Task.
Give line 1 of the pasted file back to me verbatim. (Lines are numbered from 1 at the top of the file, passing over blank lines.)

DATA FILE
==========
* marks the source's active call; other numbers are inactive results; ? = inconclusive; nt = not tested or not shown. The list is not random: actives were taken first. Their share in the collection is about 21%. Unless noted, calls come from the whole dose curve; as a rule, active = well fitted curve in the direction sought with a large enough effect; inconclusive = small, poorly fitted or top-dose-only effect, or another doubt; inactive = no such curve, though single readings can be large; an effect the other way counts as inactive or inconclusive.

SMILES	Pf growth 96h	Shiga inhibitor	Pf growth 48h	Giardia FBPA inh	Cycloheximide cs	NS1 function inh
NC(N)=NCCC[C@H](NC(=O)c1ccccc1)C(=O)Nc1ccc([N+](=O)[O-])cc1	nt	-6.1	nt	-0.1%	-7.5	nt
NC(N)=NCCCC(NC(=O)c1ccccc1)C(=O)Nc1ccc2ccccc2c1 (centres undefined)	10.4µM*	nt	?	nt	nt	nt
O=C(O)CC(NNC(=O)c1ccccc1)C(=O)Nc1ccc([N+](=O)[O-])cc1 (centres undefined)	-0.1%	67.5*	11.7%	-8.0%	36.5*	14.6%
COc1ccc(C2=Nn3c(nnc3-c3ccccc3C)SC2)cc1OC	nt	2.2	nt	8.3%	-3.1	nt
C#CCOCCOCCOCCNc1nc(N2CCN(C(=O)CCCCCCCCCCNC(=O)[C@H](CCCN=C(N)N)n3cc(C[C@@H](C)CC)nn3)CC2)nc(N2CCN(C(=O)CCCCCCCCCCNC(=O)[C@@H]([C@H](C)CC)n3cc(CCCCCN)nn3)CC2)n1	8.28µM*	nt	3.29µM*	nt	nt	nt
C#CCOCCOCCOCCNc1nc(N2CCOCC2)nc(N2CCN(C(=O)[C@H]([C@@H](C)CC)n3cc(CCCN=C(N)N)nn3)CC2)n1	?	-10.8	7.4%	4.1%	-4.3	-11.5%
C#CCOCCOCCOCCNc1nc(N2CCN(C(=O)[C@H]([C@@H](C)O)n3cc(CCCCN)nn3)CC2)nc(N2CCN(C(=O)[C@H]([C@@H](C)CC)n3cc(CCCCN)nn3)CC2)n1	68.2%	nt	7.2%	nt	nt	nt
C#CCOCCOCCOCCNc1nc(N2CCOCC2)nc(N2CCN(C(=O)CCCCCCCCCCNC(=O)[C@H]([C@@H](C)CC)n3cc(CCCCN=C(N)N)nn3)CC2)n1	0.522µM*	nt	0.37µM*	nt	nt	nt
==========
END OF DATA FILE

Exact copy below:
* marks the source's active call; other numbers are inactive results; ? = inconclusive; nt = not tested or not shown. The list is not random: actives were taken first. Their share in the collection is about 21%. Unless noted, calls come from the whole dose curve; as a rule, active = well fitted curve in the direction sought with a large enough effect; inconclusive = small, poorly fitted or top-dose-only effect, or another doubt; inactive = no such curve, though single readings can be large; an effect the other way counts as inactive or inconclusive.